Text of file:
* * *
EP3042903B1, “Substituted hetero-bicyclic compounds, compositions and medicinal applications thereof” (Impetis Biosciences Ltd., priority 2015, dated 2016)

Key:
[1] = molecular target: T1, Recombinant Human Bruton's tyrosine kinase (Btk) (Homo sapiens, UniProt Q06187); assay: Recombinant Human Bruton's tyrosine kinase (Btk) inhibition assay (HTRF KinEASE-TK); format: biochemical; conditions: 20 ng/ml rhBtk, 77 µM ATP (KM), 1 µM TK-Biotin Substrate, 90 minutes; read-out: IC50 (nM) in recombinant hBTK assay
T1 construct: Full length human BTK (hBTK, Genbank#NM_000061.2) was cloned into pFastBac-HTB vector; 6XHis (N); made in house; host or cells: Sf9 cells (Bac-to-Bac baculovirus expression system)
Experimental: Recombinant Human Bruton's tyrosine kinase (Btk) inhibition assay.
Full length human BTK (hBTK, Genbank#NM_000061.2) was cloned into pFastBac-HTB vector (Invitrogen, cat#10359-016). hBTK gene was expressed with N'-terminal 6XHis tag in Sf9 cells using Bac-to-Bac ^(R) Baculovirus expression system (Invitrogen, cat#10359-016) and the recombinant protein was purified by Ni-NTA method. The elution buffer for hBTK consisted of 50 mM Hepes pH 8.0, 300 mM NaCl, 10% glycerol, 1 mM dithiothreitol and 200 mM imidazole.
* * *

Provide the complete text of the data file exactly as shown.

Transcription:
EP3042903B1, “Substituted hetero-bicyclic compounds, compositions and medicinal applications thereof” (Impetis Biosciences Ltd., priority 2015, dated 2016)

Key:
[1] = molecular target: T1, Recombinant Human Bruton's tyrosine kinase (Btk) (Homo sapiens, UniProt Q06187); assay: Recombinant Human Bruton's tyrosine kinase (Btk) inhibition assay (HTRF KinEASE-TK); format: biochemical; conditions: 20 ng/ml rhBtk, 77 µM ATP (KM), 1 µM TK-Biotin Substrate, 90 minutes; read-out: IC50 (nM) in recombinant hBTK assay
T1 construct: Full length human BTK (hBTK, Genbank#NM_000061.2) was cloned into pFastBac-HTB vector; 6XHis (N); made in house; host or cells: Sf9 cells (Bac-to-Bac baculovirus expression system)
Experimental: Recombinant Human Bruton's tyrosine kinase (Btk) inhibition assay.
Full length human BTK (hBTK, Genbank#NM_000061.2) was cloned into pFastBac-HTB vector (Invitrogen, cat#10359-016). hBTK gene was expressed with N'-terminal 6XHis tag in Sf9 cells using Bac-to-Bac ^(R) Baculovirus expression system (Invitrogen, cat#10359-016) and the recombinant protein was purified by Ni-NTA method. The elution buffer for hBTK consisted of 50 mM Hepes pH 8.0, 300 mM NaCl, 10% glycerol, 1 mM dithiothreitol and 200 mM imidazole.